Honestly I don't even know why I'm asking. There's about as much chance of these being answered as there was with SCO CEO guy. What was his name again? I don't even remember. I expect unpronounceable last name guy will be equally as memorable.
It always boils down to understanding the system and having the will to fix it, though. I've worked for companies that were crippled by their bad software. In those companies, no one could explain how the entire system worked, end-to-end. The problems were always "Somebody else's problem" because each team would point their finger at some other component that they didn't know anything about, and that component owner would come back and say "That's not OUR problem!" Meanwhile the companies would not be able to effectively grow or take on new customers because the entire product generation process was so cumbersome and slow.
A lot of these projects had no way to test changes other than to push them up to production and see what happened. The worst offenders had systems that were so tightly coupled that you could only run data start-to-finish through the entire system, which made setting up test systems difficult. In some cases, no one in the company had a complete understanding of the full system.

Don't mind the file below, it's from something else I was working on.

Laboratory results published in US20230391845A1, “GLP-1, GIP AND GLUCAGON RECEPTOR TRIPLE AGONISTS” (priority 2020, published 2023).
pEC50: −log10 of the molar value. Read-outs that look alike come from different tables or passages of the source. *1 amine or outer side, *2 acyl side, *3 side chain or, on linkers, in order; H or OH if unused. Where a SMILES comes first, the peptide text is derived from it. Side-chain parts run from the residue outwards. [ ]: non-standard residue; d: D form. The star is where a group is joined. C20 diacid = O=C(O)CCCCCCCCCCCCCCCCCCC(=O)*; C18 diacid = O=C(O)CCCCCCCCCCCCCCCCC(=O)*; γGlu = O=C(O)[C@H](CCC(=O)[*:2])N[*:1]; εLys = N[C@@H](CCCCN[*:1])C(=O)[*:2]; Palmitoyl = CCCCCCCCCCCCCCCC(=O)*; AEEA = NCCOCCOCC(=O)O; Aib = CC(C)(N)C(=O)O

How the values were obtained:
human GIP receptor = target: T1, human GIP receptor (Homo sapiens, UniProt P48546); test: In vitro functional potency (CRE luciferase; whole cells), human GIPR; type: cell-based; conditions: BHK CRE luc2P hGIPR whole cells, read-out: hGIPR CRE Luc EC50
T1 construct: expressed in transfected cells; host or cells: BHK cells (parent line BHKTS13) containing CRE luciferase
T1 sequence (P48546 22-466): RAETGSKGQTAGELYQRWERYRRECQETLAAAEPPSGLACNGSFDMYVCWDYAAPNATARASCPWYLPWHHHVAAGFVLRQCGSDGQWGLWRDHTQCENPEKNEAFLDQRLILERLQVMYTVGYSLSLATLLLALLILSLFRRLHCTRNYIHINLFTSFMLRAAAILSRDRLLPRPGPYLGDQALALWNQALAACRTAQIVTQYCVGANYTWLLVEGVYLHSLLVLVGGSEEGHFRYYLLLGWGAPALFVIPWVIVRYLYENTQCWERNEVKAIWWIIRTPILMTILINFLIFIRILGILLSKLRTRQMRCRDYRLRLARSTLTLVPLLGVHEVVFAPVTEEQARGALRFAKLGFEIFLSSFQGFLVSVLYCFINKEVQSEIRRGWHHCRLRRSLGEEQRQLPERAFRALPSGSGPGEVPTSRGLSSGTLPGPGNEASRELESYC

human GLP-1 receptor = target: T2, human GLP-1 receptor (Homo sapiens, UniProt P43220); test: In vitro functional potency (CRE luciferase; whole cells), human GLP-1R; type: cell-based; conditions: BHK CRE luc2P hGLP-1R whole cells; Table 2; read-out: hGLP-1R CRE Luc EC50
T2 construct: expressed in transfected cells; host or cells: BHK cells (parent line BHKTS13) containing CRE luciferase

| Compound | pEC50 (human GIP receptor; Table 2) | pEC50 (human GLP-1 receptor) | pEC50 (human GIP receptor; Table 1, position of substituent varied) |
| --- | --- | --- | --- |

Even in such situations, it's still possible to drive quality in the system. It requires a whole lot of reading and understanding -- you need to know and understand the business driving the software, the requirements of the business and customers and you have to understand a lot of very convoluted code. You also have to be able to verify changes worked as expected and introduced no other bugs without having to push the software all the way to production to do so. But most of all you have to have the will to actually improve things rather than accept that this is just how this project is. Quite frequently the team in place doesn't have a lot of incentive to have that will -- if the software is ever actually good, it would threaten those fat paychecks they collect for maintaining the mess.
When I left you, I was but the pupil. Now, I am the master. - Darth Vader